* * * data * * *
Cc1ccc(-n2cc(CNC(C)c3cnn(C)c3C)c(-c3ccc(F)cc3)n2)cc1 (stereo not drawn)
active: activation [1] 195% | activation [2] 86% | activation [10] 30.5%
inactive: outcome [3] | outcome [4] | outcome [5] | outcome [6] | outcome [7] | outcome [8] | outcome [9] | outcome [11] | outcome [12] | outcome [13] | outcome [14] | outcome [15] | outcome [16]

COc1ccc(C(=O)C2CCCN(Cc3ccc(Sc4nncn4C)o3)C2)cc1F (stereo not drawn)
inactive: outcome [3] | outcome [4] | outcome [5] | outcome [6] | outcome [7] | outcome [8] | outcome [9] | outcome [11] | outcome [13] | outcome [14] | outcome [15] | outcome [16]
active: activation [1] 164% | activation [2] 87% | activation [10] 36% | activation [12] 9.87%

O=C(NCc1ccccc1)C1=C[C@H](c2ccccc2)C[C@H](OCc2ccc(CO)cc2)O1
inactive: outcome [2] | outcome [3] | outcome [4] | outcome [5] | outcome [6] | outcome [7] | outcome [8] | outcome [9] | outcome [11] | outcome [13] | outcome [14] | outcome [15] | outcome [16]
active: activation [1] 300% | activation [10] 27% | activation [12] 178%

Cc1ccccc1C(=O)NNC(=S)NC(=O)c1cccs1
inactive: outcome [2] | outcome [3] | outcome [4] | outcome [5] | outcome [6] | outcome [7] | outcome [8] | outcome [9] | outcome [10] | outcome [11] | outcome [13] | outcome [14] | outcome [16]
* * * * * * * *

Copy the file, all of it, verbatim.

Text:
Cc1ccc(-n2cc(CNC(C)c3cnn(C)c3C)c(-c3ccc(F)cc3)n2)cc1 (stereo not drawn)
active: activation [1] 195% | activation [2] 86% | activation [10] 30.5%
inactive: outcome [3] | outcome [4] | outcome [5] | outcome [6] | outcome [7] | outcome [8] | outcome [9] | outcome [11] | outcome [12] | outcome [13] | outcome [14] | outcome [15] | outcome [16]

COc1ccc(C(=O)C2CCCN(Cc3ccc(Sc4nncn4C)o3)C2)cc1F (stereo not drawn)
inactive: outcome [3] | outcome [4] | outcome [5] | outcome [6] | outcome [7] | outcome [8] | outcome [9] | outcome [11] | outcome [13] | outcome [14] | outcome [15] | outcome [16]
active: activation [1] 164% | activation [2] 87% | activation [10] 36% | activation [12] 9.87%

O=C(NCc1ccccc1)C1=C[C@H](c2ccccc2)C[C@H](OCc2ccc(CO)cc2)O1
inactive: outcome [2] | outcome [3] | outcome [4] | outcome [5] | outcome [6] | outcome [7] | outcome [8] | outcome [9] | outcome [11] | outcome [13] | outcome [14] | outcome [15] | outcome [16]
active: activation [1] 300% | activation [10] 27% | activation [12] 178%

Cc1ccccc1C(=O)NNC(=S)NC(=O)c1cccs1
inactive: outcome [2] | outcome [3] | outcome [4] | outcome [5] | outcome [6] | outcome [7] | outcome [8] | outcome [9] | outcome [10] | outcome [11] | outcome [13] | outcome [14] | outcome [16]